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Why Putin invokes the spirit of Potemkin

Helen Mirren and Jason Clarke as Catherine the Great and Potemkin in the Sky series. Right, Russian troops guard the Kakhovka hydroelectric station by the vital dam

Helen Mirren and Jason Clarke as Catherine the Great and Potemkin in the Sky series. Right, Russian troops guard the Kakhovka hydroelectric station by the vital dam

ALAMY

In the most macabre and symbolic act of the war so far, Russian special forces last month secretly entered the cathedral crypt in the occupied Ukrainian city of Kherson and removed the dusty bones of an 18th-century Russian prince.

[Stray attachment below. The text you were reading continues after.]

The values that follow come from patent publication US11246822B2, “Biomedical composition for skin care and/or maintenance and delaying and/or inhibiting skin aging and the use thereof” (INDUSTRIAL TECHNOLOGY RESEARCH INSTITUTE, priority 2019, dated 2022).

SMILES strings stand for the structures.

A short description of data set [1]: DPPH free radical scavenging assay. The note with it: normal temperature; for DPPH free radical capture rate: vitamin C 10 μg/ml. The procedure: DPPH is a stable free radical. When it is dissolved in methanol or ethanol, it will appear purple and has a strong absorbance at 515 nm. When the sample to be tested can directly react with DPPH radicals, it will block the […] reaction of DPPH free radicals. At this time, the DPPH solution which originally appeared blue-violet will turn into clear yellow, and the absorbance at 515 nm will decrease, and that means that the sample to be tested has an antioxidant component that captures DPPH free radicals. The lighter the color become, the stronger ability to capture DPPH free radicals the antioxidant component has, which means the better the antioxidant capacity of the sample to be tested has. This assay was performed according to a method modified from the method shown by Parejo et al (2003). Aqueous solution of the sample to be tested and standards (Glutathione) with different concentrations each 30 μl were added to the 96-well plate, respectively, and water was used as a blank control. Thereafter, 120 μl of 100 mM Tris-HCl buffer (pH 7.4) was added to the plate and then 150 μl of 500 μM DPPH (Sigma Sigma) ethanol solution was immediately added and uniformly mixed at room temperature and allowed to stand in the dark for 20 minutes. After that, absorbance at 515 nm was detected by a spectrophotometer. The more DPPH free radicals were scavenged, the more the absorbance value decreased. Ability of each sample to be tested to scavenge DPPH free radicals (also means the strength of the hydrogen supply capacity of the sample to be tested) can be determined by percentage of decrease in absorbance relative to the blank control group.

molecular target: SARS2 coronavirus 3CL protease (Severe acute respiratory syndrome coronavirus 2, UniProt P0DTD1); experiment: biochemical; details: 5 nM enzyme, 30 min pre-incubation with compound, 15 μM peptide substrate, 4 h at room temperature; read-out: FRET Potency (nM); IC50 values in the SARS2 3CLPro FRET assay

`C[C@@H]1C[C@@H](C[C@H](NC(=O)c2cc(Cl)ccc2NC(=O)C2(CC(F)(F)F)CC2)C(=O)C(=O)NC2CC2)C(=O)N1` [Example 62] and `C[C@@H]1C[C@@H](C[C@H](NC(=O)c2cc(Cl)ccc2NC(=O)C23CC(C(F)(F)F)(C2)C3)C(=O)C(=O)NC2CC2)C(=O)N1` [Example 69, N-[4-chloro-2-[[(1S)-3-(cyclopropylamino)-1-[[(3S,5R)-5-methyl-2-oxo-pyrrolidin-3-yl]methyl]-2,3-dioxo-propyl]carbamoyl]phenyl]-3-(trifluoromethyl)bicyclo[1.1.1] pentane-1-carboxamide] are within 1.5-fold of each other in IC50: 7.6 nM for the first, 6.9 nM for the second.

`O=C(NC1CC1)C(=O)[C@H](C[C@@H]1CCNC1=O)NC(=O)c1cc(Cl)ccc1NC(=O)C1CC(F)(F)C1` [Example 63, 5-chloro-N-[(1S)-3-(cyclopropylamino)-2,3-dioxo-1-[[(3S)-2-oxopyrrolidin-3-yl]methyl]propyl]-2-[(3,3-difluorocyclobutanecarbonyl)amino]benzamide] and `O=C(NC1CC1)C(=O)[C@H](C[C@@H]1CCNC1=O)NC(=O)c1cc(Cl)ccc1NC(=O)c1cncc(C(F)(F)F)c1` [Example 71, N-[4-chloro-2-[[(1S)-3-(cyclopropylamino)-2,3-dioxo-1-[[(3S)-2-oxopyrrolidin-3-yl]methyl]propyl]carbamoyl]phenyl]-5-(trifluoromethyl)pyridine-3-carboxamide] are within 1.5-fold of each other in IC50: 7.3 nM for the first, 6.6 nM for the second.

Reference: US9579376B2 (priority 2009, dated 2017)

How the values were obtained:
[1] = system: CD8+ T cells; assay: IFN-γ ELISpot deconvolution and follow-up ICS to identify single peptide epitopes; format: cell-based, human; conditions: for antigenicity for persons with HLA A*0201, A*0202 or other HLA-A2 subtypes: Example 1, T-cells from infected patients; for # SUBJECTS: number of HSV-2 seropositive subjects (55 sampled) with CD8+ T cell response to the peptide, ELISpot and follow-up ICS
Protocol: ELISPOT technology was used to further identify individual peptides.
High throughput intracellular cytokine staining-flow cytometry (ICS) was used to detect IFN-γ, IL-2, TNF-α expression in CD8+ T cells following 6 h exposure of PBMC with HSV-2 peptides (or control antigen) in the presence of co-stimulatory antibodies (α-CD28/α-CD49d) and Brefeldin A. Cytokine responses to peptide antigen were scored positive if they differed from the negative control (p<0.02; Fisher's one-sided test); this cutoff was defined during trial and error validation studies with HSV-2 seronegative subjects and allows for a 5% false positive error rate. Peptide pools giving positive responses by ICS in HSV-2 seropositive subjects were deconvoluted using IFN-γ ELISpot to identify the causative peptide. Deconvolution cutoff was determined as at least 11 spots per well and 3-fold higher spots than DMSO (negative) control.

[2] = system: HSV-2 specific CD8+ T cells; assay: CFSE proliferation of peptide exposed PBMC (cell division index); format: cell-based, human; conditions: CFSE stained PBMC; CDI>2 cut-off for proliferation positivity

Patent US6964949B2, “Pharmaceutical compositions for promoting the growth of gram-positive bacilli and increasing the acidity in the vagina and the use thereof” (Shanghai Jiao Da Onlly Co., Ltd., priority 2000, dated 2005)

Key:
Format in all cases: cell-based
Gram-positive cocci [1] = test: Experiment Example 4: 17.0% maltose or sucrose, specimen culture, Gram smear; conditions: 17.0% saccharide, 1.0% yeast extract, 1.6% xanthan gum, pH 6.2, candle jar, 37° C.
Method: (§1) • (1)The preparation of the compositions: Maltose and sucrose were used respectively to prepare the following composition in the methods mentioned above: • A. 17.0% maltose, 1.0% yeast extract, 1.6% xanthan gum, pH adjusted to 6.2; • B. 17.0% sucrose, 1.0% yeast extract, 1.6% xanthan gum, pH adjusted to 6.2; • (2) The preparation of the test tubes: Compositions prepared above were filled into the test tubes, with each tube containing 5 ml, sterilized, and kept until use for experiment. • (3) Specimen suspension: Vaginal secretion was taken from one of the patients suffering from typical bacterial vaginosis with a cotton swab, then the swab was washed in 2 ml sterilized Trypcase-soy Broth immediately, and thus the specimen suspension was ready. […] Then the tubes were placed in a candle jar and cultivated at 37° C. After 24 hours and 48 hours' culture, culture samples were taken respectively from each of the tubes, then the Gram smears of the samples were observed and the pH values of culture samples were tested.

Grigory Potemkin was the lover, favourite and chief adviser of Catherine the Great: soldier, statesman, highly cultured anglophile, a priapic, gambling, church-going libertine and visionary described by one contemporary as “an inconceivable mixture of grandeur and pettiness, laziness and activity, bravery and timidity, ambition and insouciance”.

Above all, Potemkin was an indefatigable empire-builder. In the 1770s, he persuaded the empress to expand Russian rule into what is now southern Ukraine. Kherson was founded by royal decree in 1778 on the high bank of the Dnipro

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